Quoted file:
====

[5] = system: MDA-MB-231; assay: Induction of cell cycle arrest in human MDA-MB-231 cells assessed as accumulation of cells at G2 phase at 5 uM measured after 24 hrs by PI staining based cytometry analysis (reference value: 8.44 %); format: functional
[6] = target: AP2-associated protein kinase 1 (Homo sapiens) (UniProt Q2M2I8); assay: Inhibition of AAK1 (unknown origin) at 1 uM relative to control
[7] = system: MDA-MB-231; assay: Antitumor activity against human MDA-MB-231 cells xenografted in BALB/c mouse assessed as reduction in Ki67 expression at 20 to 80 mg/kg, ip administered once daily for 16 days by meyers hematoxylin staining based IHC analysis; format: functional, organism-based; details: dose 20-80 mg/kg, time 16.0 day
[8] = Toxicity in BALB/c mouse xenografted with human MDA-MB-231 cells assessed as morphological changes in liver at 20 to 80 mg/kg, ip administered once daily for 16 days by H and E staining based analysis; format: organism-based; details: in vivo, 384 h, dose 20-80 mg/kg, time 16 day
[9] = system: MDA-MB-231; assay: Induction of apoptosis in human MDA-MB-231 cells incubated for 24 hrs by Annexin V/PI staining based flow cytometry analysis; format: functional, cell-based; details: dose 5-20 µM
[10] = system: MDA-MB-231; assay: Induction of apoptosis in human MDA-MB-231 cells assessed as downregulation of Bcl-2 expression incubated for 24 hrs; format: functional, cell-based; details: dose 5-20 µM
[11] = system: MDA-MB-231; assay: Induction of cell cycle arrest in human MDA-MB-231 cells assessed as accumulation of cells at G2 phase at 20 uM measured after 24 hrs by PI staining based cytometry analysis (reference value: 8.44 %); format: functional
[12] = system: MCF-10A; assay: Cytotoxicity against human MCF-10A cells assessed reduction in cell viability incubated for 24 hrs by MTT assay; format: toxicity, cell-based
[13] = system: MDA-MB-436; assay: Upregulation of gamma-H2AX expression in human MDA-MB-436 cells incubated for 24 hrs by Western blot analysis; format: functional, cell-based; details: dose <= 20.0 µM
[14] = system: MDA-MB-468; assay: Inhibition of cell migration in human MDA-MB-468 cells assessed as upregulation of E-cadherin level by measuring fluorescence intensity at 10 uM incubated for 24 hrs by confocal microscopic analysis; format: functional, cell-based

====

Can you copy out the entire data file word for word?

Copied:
[5] = system: MDA-MB-231; assay: Induction of cell cycle arrest in human MDA-MB-231 cells assessed as accumulation of cells at G2 phase at 5 uM measured after 24 hrs by PI staining based cytometry analysis (reference value: 8.44 %); format: functional
[6] = target: AP2-associated protein kinase 1 (Homo sapiens) (UniProt Q2M2I8); assay: Inhibition of AAK1 (unknown origin) at 1 uM relative to control
[7] = system: MDA-MB-231; assay: Antitumor activity against human MDA-MB-231 cells xenografted in BALB/c mouse assessed as reduction in Ki67 expression at 20 to 80 mg/kg, ip administered once daily for 16 days by meyers hematoxylin staining based IHC analysis; format: functional, organism-based; details: dose 20-80 mg/kg, time 16.0 day
[8] = Toxicity in BALB/c mouse xenografted with human MDA-MB-231 cells assessed as morphological changes in liver at 20 to 80 mg/kg, ip administered once daily for 16 days by H and E staining based analysis; format: organism-based; details: in vivo, 384 h, dose 20-80 mg/kg, time 16 day
[9] = system: MDA-MB-231; assay: Induction of apoptosis in human MDA-MB-231 cells incubated for 24 hrs by Annexin V/PI staining based flow cytometry analysis; format: functional, cell-based; details: dose 5-20 µM
[10] = system: MDA-MB-231; assay: Induction of apoptosis in human MDA-MB-231 cells assessed as downregulation of Bcl-2 expression incubated for 24 hrs; format: functional, cell-based; details: dose 5-20 µM
[11] = system: MDA-MB-231; assay: Induction of cell cycle arrest in human MDA-MB-231 cells assessed as accumulation of cells at G2 phase at 20 uM measured after 24 hrs by PI staining based cytometry analysis (reference value: 8.44 %); format: functional
[12] = system: MCF-10A; assay: Cytotoxicity against human MCF-10A cells assessed reduction in cell viability incubated for 24 hrs by MTT assay; format: toxicity, cell-based
[13] = system: MDA-MB-436; assay: Upregulation of gamma-H2AX expression in human MDA-MB-436 cells incubated for 24 hrs by Western blot analysis; format: functional, cell-based; details: dose <= 20.0 µM
[14] = system: MDA-MB-468; assay: Inhibition of cell migration in human MDA-MB-468 cells assessed as upregulation of E-cadherin level by measuring fluorescence intensity at 10 uM incubated for 24 hrs by confocal microscopic analysis; format: functional, cell-based